The bath gets equal decorating time in '90s Form and function combine to make apersonal haven

June 06, 1993|By Elaine Markoutsas | Elaine Markoutsas,Contributing Writer

If you were to walk into the room, you'd immediately be impressed by its spaciousness and light. Then you'd notice some of the splendid details. The architecture was inspired by turn-of-the century Arts-and-Crafts style, embellished with handsome millwork in a pickled finish, creamy white tiles punctuated by colorful accents set-in like jewels, and striking, textured, stained-glass windows in tones of amber, wintergreen, lapis and plum.

There are plenty of objets d'art to please the eye: art on the walls, sculpture and pretty vases filled with fresh flowers. There also are lots of creature comforts such as a plump, down-filled skirted chaise draped with a soft throw for cozying up, a couple of big cushy pillows, a selection of books in built-in cases. There's even a stand for propping up your favorite read -- as you luxuriate in the teal whirlpool tub.

"Everyone reads in the bathroom, but no one designs for it," says Karol Dewulf Nickol, editor of Traditional Home, which created the library/bath with the Kohler Co. and showed it at the spring national kitchen-and-bath show in Las Vegas as well as in its March magazine.

Making a place for books and magazines in the bath may seem odd, but this is just one manifestation of the new '90s bath, one designed to bubble over with personality. The bath is taking a cue from the '90s trend in home furnishings: creating a haven that reflects you.

From a functional place with minimal style, the bath has evolved to more of a real room. In the opulent '80s, in which furnishings dripped with gilt, rich fabrics and lots of lush trims, the bath also got embellished. Luxury came to the bath in opulent materials such as marble, expensive fixtures, jewel-like faucets and sheer volume. With the big bath came dual function spaces: Exercise equipment and even televisions moved in.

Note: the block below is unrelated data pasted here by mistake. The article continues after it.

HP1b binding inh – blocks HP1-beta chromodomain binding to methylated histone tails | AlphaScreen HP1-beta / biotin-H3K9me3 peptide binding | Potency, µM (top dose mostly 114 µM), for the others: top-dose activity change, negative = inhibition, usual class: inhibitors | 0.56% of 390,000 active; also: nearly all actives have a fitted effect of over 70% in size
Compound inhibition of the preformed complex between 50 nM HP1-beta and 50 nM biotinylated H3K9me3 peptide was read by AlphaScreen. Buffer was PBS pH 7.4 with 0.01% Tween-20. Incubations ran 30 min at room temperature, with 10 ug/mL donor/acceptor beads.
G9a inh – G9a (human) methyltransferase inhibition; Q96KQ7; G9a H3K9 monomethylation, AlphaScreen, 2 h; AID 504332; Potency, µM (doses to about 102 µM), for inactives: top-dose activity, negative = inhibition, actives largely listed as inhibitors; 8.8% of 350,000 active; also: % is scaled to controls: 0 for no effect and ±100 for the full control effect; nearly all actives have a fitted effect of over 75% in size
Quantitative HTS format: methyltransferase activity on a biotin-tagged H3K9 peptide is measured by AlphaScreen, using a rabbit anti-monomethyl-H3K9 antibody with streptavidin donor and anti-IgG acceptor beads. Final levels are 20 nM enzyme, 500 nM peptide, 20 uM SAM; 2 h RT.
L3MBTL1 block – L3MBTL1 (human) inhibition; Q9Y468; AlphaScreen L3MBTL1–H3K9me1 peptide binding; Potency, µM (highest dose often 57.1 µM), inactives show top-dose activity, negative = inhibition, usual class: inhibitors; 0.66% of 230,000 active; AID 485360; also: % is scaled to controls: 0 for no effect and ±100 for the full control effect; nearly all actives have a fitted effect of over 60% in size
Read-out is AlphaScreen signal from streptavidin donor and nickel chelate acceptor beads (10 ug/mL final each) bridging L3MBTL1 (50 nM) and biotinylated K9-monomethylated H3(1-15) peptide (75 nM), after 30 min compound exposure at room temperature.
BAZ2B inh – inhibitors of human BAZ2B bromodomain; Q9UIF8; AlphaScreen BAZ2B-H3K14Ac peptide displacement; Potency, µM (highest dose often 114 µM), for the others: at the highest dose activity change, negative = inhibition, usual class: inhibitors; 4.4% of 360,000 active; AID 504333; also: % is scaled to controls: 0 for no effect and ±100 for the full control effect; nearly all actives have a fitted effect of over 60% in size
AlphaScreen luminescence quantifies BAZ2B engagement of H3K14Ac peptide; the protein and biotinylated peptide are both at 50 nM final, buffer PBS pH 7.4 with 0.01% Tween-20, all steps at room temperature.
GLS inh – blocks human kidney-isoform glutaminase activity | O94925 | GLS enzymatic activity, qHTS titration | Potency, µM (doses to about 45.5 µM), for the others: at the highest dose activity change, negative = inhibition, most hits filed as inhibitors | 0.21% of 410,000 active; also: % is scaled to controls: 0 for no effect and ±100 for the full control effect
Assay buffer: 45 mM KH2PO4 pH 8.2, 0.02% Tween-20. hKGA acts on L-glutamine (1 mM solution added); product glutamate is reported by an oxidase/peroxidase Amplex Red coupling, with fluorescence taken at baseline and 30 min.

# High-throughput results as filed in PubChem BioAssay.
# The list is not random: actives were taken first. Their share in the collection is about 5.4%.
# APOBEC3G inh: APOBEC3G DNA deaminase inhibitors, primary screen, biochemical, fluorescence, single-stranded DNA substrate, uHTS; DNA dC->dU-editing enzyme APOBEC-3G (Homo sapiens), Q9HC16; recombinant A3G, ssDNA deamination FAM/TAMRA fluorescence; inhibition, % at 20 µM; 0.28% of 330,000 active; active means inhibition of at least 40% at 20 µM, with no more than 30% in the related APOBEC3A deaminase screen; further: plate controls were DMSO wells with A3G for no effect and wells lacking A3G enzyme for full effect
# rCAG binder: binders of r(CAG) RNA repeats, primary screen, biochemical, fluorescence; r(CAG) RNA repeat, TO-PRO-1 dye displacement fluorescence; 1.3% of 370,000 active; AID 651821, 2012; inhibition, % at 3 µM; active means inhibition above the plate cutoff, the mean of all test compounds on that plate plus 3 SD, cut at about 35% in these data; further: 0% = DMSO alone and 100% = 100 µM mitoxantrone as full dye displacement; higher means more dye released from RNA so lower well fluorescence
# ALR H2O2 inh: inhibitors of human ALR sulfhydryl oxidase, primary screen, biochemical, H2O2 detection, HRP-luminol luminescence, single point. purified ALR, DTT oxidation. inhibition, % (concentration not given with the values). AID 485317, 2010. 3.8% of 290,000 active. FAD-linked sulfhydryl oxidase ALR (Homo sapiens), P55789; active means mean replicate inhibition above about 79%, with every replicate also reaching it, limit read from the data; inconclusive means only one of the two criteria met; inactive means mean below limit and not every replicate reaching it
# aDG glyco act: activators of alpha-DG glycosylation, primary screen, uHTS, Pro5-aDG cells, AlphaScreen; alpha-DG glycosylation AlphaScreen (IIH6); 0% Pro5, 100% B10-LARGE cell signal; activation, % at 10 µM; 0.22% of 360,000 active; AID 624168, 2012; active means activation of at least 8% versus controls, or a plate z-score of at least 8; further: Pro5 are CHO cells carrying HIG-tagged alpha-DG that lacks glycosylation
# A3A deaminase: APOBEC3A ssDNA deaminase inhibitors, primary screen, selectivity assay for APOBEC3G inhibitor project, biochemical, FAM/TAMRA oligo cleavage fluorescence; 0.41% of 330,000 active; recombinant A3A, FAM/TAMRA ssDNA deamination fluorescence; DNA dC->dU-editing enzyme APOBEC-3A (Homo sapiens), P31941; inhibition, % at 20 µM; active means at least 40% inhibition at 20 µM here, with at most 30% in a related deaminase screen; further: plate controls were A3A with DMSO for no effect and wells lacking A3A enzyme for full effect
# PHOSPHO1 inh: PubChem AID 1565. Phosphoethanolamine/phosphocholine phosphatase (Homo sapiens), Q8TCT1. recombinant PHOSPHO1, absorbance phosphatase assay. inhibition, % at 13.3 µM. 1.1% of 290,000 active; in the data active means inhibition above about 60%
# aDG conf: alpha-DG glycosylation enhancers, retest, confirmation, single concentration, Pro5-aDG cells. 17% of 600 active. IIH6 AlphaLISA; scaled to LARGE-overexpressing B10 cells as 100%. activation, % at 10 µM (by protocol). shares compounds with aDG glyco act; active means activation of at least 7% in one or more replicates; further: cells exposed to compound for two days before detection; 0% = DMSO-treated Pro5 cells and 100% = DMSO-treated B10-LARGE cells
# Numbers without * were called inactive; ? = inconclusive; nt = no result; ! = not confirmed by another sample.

While the trend to bigger baths still continues, the real news now is about style. People are paying more attention to the details that add sparkle to a room. From choosing fixtures with an eye to form and styling, they're moving beyond basic wallcoverings, curtains and towels.

They are shopping for -- or relocating from other rooms in the house -- art, antiques, beautiful mirrors and light sconces. They may embellish the walls and even floors with fanciful patterns in paint or tile. They may comb flea markets, junk or antique shops for dressers and chests they can convert to vanities. They are coming up with unusual ways to dress windows. Even Oriental and custom-designed area rugs and chaise lounges and easy chairs are showing up in the bath.

"In some people's lives, the master bath is the only place there is absolute refuge," said Ms. Nichol. "Whether or not you have a half-hour or 10 minutes, you want to feel pampered. And the powder room often is such a small space, people can splurge a little more on expensive fabric or accessories, which can elevate the whole room."

But you don't even have to splurge to add personality to the bath. There are a number of ways you can do a visual make-over without breaking the bank. One of the most affordable quick-change options is decorating with paint.

Take a humble, bare-bones attic bath, for example. Chicago interior designers Andy Noha and Bruce Williams looked at the all-white, lackluster space and imagined how a little color and pattern could make a difference. Inspired by quilt patterns, they translated the diamond shapes to the floor and created a checkerboard band to frame the window. The fresh-as-spring palette of periwinkle blue and buttercup yellow is cheerful and charming.

Of course, decorative painting needn't be confined to walls and floors. Designer Peg Dobroth took a junk-store dresser and converted it into a colorful vanity. She had the piece painted with a trompe l'oeil floral bouquet held together with ribbons. A ceramic sink hand-painted with a floral border was fitted into a new counter top. A coordinating painted mirror adds to the romance.

Decorative shower curtains

Another way to introduce color and style into a bathroom is with shower curtains. No longer are we limited to unpatterned vinyls in pastel shades. Today shower curtains come in treated fabrics in a variety of patterns, colors and even textures.

Jakson's "Rain Forest" design, for example, a lush tropical floral pattern, is printed on a silk-like fabric that is water-resistant. Coordinated accessories include a toothbrush holder, soap dish, tumbler, tissue cube, wastebasket and window treatments.

Window treatments such as cafe curtains, swagged drapes or puffy shades may help soften hard edges in the bath.

Consider other decorative solutions for covering or even accentuating windows as well. Even if you can't afford to replace windows with dramatic architectural ones such as the leaded glass panels in the Traditional Home bath, you might find a piece of stained glass at a flea market.

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